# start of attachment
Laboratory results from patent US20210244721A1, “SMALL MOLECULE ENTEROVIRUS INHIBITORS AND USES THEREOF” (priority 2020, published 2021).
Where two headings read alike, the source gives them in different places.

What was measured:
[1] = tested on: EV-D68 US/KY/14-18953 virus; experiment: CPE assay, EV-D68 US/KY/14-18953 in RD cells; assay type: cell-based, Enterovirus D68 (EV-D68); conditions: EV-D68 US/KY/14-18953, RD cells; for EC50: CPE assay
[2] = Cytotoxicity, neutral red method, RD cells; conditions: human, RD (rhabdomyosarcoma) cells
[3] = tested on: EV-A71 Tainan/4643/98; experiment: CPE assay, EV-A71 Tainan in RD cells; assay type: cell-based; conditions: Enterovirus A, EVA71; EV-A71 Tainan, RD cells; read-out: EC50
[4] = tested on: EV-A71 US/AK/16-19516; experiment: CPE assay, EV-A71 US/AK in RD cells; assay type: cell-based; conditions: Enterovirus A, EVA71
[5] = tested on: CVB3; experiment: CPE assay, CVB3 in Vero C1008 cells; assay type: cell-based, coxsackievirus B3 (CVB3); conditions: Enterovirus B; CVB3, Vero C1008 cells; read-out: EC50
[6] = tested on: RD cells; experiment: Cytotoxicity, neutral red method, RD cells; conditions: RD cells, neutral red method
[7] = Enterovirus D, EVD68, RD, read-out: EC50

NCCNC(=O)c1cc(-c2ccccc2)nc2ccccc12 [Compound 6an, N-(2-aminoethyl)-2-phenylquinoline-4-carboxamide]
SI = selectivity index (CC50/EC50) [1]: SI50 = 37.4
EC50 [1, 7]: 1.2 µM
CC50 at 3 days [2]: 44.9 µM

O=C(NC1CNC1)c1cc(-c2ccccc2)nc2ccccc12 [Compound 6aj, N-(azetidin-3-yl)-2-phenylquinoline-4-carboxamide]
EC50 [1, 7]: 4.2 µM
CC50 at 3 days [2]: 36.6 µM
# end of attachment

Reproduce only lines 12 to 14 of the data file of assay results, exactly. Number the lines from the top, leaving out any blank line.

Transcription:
SI = selectivity index (CC50/EC50) [1]: SI50 = 37.4
EC50 [1, 7]: 1.2 µM
CC50 at 3 days [2]: 44.9 µM